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Game 132: Orioles (73-58) @ Yankees (75-56), 1:05pm

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Miguel Gonzalez came to play last night. Can Wei-Yin Chen match his intensity and results to bring the Orioles within a game of the Yankees? Mandatory Credit: Joy R. Absalon-US PRESSWIRE
Miguel Gonzalez came to play last night. Can Wei-Yin Chen match his intensity and results to bring the Orioles within a game of the Yankees? Mandatory Credit: Joy R. Absalon-US PRESSWIRE

How did we get here? I ask myself the question on a daily basis. Last night was no exception. As Stacey noted last night, that game was, on paper, sure to be a loss. The Orioles don't care. They came to play.

You know the Yankees are taking this series with the appropriate gravity because they bumped Freddy Garcia from starting today. I wouldn't have wanted to have Garcia going against Wei-Yin Chen if I were the Yankees, either. Instead, we will see David Phelps today. He's been a solid arm for the pinstriped ones, going between the bullpen and rotation as needed and managing a 2.96 ERA in 70 innings. He faced the O's in three of his relief outings, a total of five innings in which he gave up four hits, a walk, six strikeouts and no runs of any kind. He strikes out more than a batter per inning this year, but Fangraphs tells me he throws the dreaded cutter. Maybe that will work as badly for him as the Orioles think it will for their young pitchers.

And here is Chen. Is this the biggest start of his young MLB career? Probably. For all of the Orioles lifers, this is the biggest game they have ever played. The likes of Adam Jones and Nick Markakis have never played a September game that mattered in their own playoff aspirations. Matt Wieters has never played a significant game this late in the year. Some veterans have seen that action in past lives, including newly-signed Randy Wolf, whose signing press release yesterday highlighted that he has pitched in four postseason games.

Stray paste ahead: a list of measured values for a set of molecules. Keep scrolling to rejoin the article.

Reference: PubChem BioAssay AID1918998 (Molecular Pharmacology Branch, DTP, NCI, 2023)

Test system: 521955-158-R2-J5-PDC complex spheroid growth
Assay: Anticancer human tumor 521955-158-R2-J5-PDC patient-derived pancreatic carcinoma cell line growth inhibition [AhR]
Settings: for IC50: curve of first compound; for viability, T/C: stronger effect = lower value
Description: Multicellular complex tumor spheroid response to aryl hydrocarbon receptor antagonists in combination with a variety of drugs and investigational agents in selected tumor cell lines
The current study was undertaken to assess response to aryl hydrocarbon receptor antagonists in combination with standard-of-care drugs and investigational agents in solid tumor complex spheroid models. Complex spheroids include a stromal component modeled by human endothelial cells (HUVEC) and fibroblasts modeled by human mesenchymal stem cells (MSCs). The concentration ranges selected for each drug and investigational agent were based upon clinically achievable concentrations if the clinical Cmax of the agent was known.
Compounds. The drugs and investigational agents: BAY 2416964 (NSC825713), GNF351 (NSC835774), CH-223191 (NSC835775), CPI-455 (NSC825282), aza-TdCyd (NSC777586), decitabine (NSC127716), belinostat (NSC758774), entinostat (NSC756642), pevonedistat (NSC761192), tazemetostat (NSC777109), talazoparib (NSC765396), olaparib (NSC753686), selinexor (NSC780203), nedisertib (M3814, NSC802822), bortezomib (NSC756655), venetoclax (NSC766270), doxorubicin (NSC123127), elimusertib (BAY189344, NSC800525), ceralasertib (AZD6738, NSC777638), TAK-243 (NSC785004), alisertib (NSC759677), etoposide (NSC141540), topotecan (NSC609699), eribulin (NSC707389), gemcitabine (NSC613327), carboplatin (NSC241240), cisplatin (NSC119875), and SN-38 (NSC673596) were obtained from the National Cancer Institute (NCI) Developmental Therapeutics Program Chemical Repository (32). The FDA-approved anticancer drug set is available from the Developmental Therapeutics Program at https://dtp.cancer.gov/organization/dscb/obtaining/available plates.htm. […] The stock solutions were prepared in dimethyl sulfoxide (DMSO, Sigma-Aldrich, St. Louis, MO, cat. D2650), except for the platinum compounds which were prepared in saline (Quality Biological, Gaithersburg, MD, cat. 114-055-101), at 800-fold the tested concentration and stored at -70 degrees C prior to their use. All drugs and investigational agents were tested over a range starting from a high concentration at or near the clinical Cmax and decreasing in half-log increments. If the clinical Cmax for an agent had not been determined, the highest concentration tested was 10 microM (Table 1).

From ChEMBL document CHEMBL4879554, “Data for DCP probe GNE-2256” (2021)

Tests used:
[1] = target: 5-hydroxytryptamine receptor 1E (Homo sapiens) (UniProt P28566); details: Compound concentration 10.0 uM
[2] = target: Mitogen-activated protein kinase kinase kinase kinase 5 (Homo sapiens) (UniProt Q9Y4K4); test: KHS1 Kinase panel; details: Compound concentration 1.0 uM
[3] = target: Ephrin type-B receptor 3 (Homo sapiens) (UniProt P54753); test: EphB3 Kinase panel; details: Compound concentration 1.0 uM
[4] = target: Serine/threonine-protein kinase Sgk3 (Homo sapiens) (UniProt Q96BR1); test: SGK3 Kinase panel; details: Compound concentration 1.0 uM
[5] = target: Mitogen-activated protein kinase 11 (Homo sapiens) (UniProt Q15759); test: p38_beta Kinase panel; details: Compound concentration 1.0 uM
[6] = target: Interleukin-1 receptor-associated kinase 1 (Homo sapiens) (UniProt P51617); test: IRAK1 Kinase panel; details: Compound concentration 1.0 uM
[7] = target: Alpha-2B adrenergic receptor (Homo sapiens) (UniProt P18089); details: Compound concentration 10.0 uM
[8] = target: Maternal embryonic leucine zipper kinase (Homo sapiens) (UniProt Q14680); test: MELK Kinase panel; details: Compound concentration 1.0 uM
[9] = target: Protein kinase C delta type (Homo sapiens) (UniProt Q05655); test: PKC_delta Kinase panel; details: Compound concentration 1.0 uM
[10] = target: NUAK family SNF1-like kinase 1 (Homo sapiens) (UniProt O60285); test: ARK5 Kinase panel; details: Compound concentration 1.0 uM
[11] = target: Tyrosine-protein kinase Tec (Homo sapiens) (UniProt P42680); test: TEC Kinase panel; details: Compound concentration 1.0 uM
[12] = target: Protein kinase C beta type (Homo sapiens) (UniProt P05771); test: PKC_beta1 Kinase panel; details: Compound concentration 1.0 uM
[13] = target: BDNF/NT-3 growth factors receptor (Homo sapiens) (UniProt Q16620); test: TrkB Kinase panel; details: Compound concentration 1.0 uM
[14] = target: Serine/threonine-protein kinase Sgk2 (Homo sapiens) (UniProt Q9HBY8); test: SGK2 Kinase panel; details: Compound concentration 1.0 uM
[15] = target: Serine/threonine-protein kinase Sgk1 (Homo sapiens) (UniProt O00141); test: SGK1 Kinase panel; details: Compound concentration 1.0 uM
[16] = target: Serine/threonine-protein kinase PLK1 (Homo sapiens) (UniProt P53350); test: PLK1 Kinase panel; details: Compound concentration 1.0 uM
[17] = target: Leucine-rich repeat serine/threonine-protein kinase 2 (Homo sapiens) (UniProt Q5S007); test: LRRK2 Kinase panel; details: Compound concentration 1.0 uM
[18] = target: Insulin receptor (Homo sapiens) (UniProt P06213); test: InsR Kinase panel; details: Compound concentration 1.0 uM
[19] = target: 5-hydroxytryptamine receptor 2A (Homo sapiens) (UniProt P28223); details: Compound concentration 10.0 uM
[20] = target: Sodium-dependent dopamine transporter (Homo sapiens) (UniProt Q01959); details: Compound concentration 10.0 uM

Most years, veteran presence is a thing to be mocked. That's probably because the types of veteran presence players we've seen have been Kevin Millar, Vladimir Guerrero, Kevin Millwood, and others who basically stunk but occupied key roles on the team. Most years, when we talk about the Orioles being the last stop on the way to the retirement home, it meant that those sorts of guys could only get playing time and a paycheck here, and they were signed or traded for in the offseason, paid too many dollars.

This year another strange thing is happening. That mad, so-far-genius Dan Duquette did not bring in overpriced veterans. He pulled them off the scrap heap, made them show they had some game left (for the most part) in Norfolk, and if they did, and someone already on the Orioles stumbled, he called them up. It's still their last chance, but it's one they had to fight to earn, fight to keep, and if there are any miserable fun-haters out there, they still think it's impossible that this has happened. Fifteen games over .500, two games back on September 1.

I am nervous, scared and excited beyond my capacity to describe. I don't know how to handle baseball games that matter in September. Maybe you don't either. Join us in the comments for the rollercoaster ride - and don't worry, unlike that crappy Jumbotron promotion at Camden Yards, you don't have to give us your best rollercoaster moves.


Lineup

BALTIMORE ORIOLES NEW YORK YANKEES
Nick Markakis - RF Derek Jeter - DH
J.J. Hardy - SS Nick Swisher - 1B
Nate McLouth - LF Robinson Cano - 2B
Adam Jones - CF Andruw Jones - RF
Matt Wieters - C Curtis Granderson - CF
Chris Davis - DH Russell Martin - C
Mark Reynolds - 1B Jayson Nix - 3B
Omar Quintanilla - 2B Eduardo Nunez - SS
Manny Machado - 3B Ichiro Suzuki - LF